RW: What is the title of your book?

OLGA: Since I started publishing in October 201 2 I’ve published a number of books, longer and shorter. At the moment I have one novel (The Man Who Never Was), two shorter works of fiction (Twin Evils? and Family, Lust and Cameras), a romantic novel where the reader can choose between three endings (Click Me Happy!), and a collection of three stories Escaping Psychiatry. I will talk about this one in more detail. Ah, I have also published all of these books in Spanish.

RW: What genre does your book fall into?

OLGA: Escaping Psychiatry would fit into the psychological thriller genre.

RW: Tell us a little about your book.

OLGA: The book is a collection of three stories: Cannon Fodder, Teamwork, and Memory, with the same main protagonists.

RW: What inspired the book?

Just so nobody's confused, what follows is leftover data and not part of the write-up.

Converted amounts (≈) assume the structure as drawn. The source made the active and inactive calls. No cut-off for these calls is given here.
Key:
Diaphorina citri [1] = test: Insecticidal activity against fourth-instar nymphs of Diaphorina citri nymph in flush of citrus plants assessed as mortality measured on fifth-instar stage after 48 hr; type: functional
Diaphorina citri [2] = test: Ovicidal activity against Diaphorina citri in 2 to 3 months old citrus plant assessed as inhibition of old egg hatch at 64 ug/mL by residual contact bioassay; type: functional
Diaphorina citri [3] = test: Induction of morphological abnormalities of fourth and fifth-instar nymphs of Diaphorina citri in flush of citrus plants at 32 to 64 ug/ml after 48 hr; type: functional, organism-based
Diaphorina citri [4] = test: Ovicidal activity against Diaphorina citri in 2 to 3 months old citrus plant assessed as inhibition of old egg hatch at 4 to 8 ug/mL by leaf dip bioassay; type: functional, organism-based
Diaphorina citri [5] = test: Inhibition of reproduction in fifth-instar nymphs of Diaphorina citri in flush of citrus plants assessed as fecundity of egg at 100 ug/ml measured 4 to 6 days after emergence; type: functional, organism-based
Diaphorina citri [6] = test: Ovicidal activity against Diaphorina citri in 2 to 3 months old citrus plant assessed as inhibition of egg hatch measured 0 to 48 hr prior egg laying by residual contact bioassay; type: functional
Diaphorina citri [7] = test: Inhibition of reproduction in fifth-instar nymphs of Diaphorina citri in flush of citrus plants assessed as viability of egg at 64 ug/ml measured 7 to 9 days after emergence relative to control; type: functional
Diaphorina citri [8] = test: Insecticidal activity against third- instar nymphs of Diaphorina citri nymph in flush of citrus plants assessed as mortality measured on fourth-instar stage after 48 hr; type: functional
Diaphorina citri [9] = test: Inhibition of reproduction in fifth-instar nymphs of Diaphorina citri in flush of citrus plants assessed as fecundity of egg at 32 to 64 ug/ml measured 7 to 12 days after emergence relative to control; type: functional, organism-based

OLGA: I wrote Cannon Fodder many years back (in 1998-9) when I was studying at Mount Holyoke as part of my degree in American Literature. I had been reading and studying about American History and the Civil Rights Movement and due to my work as a psychiatrist I got an idea for a story that would combine the two. I showed it to several people I knew, including some of my lecturers, who liked it but commented it was too long for a short story (between 60 and 70 pages) but too short for a novel. One of them suggested that I might want to consider writing other stories with the same main character and publishing them together. I noted the comment but didn’t do much about it until 2 or 3 years ago, when I’d gone back to working in psychiatry and had finished a Masters in Criminology, and that left me a bit more time to go back to my writing. As I was working in forensic psychiatry, that combined with the topic of my recent studies made me go back to look at the story and think up of some others that could involve the same character.